Voronov notes that “before the pandemic, things were a bit freer,” although “it always seemed at the moment that this was already the apex, a complete nightmare, it couldn’t get worse, we were in hell.” When the war began, “it was absolutely clear that enemies would be sought and found in the ‘pernicious influence of the West’, in LGBT people.”
“Homophobia and transphobia become the ideology of war”
What was banned: In November of 2022, the State Duma adopted new, more harsh laws targeted at the LGBTQ+ community. Fines of up to 400,000 roubles for individuals and up to 5,000,000 roubles for legal entities were introduced for the “propaganda of non-traditional sexual relations, preferences, and sex-change” among people of all ages (Article 6.21 of the Code of Administrative Offences).
A separate article (6.21.2) was dedicated to disseminating information that “demonstrates non-traditional sexual relations or is able to prompt a desire for sex-change” in minors. With fines of 200,000 roubles for individuals and 4,000,000 roubles for legal entities.
“Materials that propagate non-traditional sexual relations” are banned in legislation dedicated to advertising, film, and media. Websites with information like this are to be blocked.
Consequences: The government censorship agency, Roskomnadzor, started to systematically draw up protocols on video streaming services. Fearing fines, these services began to censor mentions of LGBTQ+ in movies, TV shows, and music videos. In Moscow, courts expel transgender sex-workers from the country, with their adverts being the pretext.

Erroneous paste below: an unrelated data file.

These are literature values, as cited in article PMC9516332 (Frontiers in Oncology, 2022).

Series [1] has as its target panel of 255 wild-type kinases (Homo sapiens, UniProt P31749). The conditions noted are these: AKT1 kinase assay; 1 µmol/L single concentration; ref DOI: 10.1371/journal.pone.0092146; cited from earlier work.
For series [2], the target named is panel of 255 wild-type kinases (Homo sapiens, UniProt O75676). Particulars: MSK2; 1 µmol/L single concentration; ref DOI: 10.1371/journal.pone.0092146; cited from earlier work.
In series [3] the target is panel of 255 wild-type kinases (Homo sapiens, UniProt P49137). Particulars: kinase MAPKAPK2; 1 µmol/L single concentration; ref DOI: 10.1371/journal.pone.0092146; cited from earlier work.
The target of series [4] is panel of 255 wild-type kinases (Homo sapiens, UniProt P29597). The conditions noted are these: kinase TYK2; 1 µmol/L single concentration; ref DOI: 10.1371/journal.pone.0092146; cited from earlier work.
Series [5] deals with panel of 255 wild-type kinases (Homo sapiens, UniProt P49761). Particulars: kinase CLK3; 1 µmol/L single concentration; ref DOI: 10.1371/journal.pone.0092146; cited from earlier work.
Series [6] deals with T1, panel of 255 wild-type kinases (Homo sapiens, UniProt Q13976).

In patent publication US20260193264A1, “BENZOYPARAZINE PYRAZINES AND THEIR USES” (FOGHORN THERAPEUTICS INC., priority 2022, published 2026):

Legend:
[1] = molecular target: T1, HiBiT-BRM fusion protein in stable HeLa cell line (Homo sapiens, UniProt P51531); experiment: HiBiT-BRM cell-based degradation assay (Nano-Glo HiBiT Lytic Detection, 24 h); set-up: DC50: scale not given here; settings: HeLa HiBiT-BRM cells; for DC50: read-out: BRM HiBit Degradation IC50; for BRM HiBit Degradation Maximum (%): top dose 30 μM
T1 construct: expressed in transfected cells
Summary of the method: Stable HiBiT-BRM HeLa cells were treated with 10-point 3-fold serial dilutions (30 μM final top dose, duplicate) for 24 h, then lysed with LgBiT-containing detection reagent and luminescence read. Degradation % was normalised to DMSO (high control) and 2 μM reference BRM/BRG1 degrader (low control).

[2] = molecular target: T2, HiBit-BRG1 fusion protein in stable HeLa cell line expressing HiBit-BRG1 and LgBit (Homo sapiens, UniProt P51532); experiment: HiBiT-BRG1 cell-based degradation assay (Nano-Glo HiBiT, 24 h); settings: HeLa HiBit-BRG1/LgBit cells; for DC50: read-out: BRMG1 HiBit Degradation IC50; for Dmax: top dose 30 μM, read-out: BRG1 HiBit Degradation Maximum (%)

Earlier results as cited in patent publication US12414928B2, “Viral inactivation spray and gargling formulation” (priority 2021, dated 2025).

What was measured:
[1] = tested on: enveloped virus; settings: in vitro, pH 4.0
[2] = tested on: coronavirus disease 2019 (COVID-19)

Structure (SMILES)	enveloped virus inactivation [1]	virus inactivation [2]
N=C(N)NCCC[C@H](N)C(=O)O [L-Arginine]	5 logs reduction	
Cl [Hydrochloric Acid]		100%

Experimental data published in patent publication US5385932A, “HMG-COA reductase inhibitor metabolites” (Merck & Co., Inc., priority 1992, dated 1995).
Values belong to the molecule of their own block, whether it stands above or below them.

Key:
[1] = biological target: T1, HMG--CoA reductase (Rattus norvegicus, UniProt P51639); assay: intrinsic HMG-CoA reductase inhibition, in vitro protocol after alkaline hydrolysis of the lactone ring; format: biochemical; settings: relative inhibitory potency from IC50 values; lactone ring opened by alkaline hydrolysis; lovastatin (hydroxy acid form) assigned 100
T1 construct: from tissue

More details: Igor Kochetkov stresses that in his speech on the day the full-scale invasion in Ukraine started, on February 24, president Vladimir Putin mentioned protection of “traditional values” as one of his goals. “It's an unprecedented situation when homophobia and transphobia become the ideology of war,” the human rights advocate says. “It changes the status of these views. Before, it was someone’s whimsey, you could have different views: maybe you don't like fish, maybe you don’t like LGBT. But now it’s an ideology which is justifying war, and it must be banned under Article 20 of the International Covenant on Civil and Political Rights.” Often, books are disappearing from circulation, movies are banned from cinemas “not because someone orders this, but because citizens themselves show initiative, they are frightened.”
“Among the worst traps of repressive regimes is that it’s impossible to know how legislation is supposed to work,” says Voronov. This leads to a rise of self-censorship: “People are like: well, if they fined MuzTV, they’ll definitely fine us. And MuzTV can handle a multi-million fine, but we can’t.”
Kochetkov points out the deliberate vagueness in the law’s language, stressing, “This is done quite intentionally, so that every citizen of the Russian Federation sits and thinks: ‘Am I not propagating something accidentally?’”